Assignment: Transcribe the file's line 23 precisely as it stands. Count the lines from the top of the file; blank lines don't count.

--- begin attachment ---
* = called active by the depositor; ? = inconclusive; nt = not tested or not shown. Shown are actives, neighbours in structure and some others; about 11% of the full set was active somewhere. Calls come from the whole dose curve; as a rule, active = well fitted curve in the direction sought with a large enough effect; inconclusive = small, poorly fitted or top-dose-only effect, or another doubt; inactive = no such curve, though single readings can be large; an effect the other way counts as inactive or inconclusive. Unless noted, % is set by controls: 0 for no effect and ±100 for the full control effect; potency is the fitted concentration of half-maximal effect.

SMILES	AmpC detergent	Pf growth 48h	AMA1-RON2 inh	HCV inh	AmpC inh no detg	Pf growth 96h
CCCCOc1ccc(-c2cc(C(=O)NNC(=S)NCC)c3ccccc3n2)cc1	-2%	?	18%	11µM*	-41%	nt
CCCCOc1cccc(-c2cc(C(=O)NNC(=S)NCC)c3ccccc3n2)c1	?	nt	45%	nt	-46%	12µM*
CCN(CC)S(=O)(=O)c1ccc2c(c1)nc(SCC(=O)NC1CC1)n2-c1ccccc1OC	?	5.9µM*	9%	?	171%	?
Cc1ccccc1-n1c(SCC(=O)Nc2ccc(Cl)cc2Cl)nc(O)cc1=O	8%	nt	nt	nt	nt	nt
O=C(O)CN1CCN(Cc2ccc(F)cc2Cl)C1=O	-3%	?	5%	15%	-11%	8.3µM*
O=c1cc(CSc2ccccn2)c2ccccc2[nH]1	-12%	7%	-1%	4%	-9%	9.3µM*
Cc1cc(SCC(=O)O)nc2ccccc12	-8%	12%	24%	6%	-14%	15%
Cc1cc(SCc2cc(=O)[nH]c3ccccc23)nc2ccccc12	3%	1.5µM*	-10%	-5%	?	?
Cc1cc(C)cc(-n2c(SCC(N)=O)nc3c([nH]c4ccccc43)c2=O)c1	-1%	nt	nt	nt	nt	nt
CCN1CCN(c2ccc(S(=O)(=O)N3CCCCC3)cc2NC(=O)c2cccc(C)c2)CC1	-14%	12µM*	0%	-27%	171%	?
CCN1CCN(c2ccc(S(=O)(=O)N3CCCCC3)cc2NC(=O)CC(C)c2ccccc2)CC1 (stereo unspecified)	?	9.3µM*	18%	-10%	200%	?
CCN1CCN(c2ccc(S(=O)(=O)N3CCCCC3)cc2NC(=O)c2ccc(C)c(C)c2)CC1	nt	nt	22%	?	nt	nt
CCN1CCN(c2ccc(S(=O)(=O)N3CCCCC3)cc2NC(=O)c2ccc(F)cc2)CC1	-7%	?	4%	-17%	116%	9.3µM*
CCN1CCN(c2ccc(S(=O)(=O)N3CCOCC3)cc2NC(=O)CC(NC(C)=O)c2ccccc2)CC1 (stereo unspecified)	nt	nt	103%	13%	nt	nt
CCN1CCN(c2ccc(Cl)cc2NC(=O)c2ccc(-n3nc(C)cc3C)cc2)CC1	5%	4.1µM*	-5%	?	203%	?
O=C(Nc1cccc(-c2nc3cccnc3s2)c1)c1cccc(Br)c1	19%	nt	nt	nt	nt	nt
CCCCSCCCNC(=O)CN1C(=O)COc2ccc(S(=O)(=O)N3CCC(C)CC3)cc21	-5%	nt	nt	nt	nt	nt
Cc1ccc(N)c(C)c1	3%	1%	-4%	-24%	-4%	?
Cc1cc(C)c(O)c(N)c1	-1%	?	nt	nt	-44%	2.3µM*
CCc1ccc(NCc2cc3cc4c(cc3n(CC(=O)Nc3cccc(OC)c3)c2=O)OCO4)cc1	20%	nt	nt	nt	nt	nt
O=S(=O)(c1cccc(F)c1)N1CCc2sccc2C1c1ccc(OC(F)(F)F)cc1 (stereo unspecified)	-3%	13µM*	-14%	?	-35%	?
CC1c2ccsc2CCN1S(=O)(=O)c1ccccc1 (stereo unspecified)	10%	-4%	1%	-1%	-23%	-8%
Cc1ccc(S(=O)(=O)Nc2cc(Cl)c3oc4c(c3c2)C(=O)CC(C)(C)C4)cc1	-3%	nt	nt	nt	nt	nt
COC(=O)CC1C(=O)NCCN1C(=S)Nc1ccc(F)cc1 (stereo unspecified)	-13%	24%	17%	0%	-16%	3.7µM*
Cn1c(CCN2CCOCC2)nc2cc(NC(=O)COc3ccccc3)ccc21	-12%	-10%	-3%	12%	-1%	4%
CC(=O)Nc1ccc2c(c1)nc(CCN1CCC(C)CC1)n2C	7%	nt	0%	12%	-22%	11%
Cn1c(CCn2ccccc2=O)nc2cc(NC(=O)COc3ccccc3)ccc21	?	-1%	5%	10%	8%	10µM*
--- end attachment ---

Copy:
O=S(=O)(c1cccc(F)c1)N1CCc2sccc2C1c1ccc(OC(F)(F)F)cc1 (stereo unspecified)	-3%	13µM*	-14%	?	-35%	?